At the symposium, participants identified “multilingualism” as an obstacle constraining efforts to shed light on voices so far left out of news coverage and the reporting of environmental issues as they happen.
Speaking, Binyam Mendusu, an Associate Professor at The Africa Institute, said multilingualism in Africa presents an inherent problem in communication and journalism strategies.
“Languages are a societal memory bank and a communication system that is worth considering by practitioners across the continent,” Mr Mendusus said, adding that “government officials in Africa believe managing multilingualism to be problematic and costly.”
Africa is home to nearly one-third of the world’s languages, with the continent hosting between 1,000 and 2,000 languages, estimates from Harvard University’s African Language Program reveal.
Mr Mendusu believes that the diversity of Africa’s languages has prompted African news organisations and the mainstream media to follow “Europhonic Legacies of colonialism”.
“A situation like this exacerbates the gap between consumers and producers of knowledge,” he said, adding that with the elite preferring complex news stories in European languages, the mainstream media is left in the dark about environmental events in their backyard.
For Blose Maud, a Senior Lecturer at the University of Johannesburg, news organisations in Africa are more focused on elite languages.
She said American or Western social issues and events are more likely to be reported than problems with the environment.
“There has been a call for the adoption of journalistic practices drawing on local African cultures to increase awareness of environmental issues in the continent,” she noted.
On his part, Mwaona Nyirongo, who is a lecturer at Mzuzu University, refers to the case of journalists in Malawi whom he says employ a “hierarchy of truth” when reporting on climate change.
He said Malawi reporters mostly lean on Western journalistic practices, overlooking the benefits local communities’ cultures can provide to enhance reporting of environmental issues.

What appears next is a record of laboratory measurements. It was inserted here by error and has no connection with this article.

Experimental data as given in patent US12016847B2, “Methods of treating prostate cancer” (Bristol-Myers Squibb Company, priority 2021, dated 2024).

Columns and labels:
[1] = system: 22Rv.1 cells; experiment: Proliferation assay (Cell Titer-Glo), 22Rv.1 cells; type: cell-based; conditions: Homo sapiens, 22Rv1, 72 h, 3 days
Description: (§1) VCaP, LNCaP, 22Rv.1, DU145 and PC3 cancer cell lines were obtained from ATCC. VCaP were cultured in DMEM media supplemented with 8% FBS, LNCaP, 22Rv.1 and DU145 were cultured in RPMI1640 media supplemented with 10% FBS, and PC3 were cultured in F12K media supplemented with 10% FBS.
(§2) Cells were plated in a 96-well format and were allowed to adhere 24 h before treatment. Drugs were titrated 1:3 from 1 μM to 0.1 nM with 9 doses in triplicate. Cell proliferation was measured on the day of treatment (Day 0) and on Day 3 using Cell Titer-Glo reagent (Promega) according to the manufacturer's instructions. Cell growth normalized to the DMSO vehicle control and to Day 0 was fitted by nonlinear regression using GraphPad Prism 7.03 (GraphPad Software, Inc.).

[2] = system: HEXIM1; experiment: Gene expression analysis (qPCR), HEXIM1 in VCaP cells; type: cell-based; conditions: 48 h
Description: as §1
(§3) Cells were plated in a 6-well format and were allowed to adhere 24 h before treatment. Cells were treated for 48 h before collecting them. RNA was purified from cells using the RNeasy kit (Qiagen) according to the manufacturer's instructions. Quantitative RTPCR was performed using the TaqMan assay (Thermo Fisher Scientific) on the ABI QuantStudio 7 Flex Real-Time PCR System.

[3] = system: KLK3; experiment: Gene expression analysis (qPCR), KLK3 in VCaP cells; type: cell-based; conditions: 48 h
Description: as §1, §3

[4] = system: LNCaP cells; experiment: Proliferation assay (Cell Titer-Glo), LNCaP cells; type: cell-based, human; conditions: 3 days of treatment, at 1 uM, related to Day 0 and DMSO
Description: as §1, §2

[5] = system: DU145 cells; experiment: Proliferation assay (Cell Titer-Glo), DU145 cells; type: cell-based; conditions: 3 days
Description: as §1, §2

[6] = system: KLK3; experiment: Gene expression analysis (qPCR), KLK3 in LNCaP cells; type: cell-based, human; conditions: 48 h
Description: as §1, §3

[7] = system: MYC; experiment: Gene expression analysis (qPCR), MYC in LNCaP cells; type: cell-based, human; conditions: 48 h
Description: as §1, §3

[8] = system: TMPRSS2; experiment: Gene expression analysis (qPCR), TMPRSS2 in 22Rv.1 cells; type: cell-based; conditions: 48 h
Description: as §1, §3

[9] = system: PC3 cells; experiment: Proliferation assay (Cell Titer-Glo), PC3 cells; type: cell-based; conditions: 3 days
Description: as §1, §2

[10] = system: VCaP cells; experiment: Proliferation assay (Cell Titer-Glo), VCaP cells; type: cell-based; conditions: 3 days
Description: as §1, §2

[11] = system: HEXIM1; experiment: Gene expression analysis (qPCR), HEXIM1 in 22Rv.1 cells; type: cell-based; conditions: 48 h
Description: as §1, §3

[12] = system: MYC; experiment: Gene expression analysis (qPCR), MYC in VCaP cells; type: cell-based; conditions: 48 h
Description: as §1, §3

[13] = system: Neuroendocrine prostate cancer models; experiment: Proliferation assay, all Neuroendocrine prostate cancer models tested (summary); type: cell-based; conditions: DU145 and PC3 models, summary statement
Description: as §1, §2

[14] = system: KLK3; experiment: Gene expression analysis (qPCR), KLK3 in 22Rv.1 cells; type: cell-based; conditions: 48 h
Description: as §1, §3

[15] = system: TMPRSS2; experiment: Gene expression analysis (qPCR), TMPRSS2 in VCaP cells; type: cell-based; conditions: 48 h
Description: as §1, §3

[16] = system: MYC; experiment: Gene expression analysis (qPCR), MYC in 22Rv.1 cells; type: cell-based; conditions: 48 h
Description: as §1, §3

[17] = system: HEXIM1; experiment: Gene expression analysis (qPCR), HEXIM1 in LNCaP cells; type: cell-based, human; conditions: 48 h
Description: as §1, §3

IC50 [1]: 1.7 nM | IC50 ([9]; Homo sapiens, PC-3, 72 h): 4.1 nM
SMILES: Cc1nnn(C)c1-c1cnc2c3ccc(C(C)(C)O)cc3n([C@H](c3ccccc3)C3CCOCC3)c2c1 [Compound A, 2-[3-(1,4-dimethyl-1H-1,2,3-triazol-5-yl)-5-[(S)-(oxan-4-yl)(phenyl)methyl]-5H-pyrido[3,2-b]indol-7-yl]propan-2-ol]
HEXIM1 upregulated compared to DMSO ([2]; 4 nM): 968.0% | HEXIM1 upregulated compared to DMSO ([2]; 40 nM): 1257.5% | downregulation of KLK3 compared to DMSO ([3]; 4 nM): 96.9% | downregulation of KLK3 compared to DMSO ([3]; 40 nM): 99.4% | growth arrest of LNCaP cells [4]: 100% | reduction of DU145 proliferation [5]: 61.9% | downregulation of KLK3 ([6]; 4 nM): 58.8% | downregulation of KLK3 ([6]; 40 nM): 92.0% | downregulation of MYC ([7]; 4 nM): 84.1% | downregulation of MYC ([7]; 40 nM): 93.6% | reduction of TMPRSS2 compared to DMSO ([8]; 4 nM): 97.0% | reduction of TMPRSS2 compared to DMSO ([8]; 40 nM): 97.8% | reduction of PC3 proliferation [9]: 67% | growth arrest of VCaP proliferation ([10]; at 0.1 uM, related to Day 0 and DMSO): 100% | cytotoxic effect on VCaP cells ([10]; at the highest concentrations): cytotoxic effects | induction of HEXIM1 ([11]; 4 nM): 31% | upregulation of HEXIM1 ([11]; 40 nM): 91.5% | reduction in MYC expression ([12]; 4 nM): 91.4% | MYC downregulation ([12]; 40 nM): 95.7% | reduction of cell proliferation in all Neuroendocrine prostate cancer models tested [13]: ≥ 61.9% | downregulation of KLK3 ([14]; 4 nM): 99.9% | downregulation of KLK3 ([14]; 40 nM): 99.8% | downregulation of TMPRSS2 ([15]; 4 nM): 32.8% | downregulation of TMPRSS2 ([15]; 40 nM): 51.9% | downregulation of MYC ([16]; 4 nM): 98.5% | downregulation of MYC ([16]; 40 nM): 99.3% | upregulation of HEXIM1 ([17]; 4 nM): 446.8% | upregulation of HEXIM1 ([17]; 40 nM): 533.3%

The lecturer also lamented that Malawian journalists lean on government officials as sources for their environment-related stories, excluding local and indigenous perspectives.
Experience from South Africa
While presenting her findings from a study she conducted on the news coverage of Kwazulu-Natal floods in South Africa, Ms Maud explained how her research found that the news reports about the floods used as data for her analysis are mostly in English even though the language commonly used in the region of Durban is Zulu.
“Her other findings are more shocking as she reveals that news publications in Africa usually pay lip-service to environment and climate change, and that the aim of those covering such events is merely to inform and not educate,” the organisers noted.
In her submission, Thandi Bombi, a Doctor of Philosophy candidate at Rhodes University, said mainstream news organisations in South Africa “piggyback” on the same story with the same sources, denying their readers the chance to glean information from more than one source and depriving them of news content with a local touch.
Akwasi Boateng, a Postdoctoral Fellow at South Africa’s North-West University, urged the introduction of indigenous communication strategies such as folklore, folk music, and theatre performances in communicating environmental issues to the public.
“Indigenous media are useful in addressing information deficit about environmental challenges like climate change because of their capacity to address issues in unique ways and languages that resonate with the culture and traditions of people of Ghana,” Mr Boateng said.